6 C' ← C' ∪ S
7 j ← i
8 while S' ≠ φ and j ≤ m + 1 do
9 S_{tmp }← S' ∩ R_{j }//S_{tmp }is a temporary variable for holding the result of S' ∩ R_{i}
10 R_{j }← R_{j } S_{tmp}
11 S' ← S'  S_{tmp}
12 j ← j + l
13 endwhile
14 endwhile
15 endfor
16 return C'
The time complexity of this algorithm is analyzed as follows. At Line 4, the number of iterations of the intermediate loop is bounded by R_{i} ≤ P. Within the loop body (Lines 5–13), Line 5 takes O(CP) because we need to check all SNPs in C and examine the uncovered grids of R_{i}. The inner loop (Lines 8–13) takes only O(S'). Thus, the entire program runs in O(mCP^{2}).
We now show the solution C' returned by the first greedy algorithm is not too larger than the optimal solution C*. Suppose the algorithm selects the kth SNP when working on the ith row. Let  be the number of grids in the ith row covered by the kth selected SNP (i.e.,  = S' ∩ R_{i}; see Line 5 in FIRSTGREEDYALGORITHM). For example (see Figure 7), since the second selected SNP (i.e., S_{4}) covers two grids in the first row. We incur 1 unit of cost to each selected SNP, and spread this cost among the grids in [3]. In other words, each grid at the ith row and jth column is assigned a cost (see Figure 8), where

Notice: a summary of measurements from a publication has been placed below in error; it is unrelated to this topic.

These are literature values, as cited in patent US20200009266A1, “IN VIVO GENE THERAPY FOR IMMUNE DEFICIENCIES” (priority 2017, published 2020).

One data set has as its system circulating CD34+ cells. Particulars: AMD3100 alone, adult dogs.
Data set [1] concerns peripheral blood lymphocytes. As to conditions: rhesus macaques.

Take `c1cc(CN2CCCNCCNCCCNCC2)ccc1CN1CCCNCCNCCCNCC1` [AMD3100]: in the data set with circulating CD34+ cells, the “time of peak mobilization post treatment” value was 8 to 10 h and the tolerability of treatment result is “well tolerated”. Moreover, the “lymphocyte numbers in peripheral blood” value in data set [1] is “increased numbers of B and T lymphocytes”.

Figure 8. Analysis of the first greedy algorithm. This figure shows the cost
of each grid for the first greedy algorithm.
Since each selected SNP is assigned 1 unit of cost, the sum of for each grid in the table is equal to C',
i.e.,
Let be the number of uncovered grids in the ith row before the kth iteration (i.e., (k  1) SNPs have been selected by the algorithm). For example (see Figure 8), since two grids in the first row are still uncovered before the second SNP is selected. Define as the set of iterations used by the algorithm when working on the ith row. For example (see Figure 8), since this algorithm works on the second row in the third and fourth iterations. We can rewrite (1) as